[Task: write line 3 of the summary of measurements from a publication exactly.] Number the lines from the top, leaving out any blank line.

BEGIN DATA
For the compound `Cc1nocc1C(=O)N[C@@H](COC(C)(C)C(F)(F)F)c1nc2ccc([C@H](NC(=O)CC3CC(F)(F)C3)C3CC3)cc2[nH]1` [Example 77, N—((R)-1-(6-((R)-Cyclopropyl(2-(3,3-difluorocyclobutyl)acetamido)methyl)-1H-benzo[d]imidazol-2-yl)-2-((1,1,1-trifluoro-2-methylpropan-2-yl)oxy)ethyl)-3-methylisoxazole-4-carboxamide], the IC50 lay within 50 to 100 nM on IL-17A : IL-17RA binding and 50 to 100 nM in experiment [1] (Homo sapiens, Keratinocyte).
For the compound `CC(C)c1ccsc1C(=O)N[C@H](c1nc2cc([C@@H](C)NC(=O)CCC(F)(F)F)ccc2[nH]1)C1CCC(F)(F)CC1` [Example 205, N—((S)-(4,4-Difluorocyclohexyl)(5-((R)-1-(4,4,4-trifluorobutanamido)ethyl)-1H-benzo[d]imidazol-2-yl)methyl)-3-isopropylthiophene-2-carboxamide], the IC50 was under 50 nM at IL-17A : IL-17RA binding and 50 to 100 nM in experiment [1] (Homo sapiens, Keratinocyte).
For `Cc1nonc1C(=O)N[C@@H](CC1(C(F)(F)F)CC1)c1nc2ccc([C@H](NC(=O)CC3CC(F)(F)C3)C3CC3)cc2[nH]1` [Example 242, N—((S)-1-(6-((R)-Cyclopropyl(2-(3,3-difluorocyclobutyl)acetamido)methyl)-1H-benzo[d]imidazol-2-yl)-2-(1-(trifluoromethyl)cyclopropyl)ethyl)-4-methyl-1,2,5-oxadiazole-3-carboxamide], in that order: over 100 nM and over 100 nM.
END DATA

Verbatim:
For `Cc1nonc1C(=O)N[C@@H](CC1(C(F)(F)F)CC1)c1nc2ccc([C@H](NC(=O)CC3CC(F)(F)C3)C3CC3)cc2[nH]1` [Example 242, N—((S)-1-(6-((R)-Cyclopropyl(2-(3,3-difluorocyclobutyl)acetamido)methyl)-1H-benzo[d]imidazol-2-yl)-2-(1-(trifluoromethyl)cyclopropyl)ethyl)-4-methyl-1,2,5-oxadiazole-3-carboxamide], in that order: over 100 nM and over 100 nM.